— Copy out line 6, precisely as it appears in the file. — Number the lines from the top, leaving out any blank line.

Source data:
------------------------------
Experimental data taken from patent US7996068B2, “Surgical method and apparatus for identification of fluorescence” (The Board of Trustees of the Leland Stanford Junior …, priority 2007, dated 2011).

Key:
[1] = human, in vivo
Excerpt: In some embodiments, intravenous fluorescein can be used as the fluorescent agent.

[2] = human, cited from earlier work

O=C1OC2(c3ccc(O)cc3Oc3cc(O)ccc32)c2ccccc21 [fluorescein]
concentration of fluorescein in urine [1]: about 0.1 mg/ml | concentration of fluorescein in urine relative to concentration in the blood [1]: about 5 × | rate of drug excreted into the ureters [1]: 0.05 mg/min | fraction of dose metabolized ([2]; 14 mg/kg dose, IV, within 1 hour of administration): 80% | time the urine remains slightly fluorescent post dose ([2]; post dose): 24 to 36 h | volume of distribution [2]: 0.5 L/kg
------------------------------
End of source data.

O=C1OC2(c3ccc(O)cc3Oc3cc(O)ccc32)c2ccccc21 [fluorescein]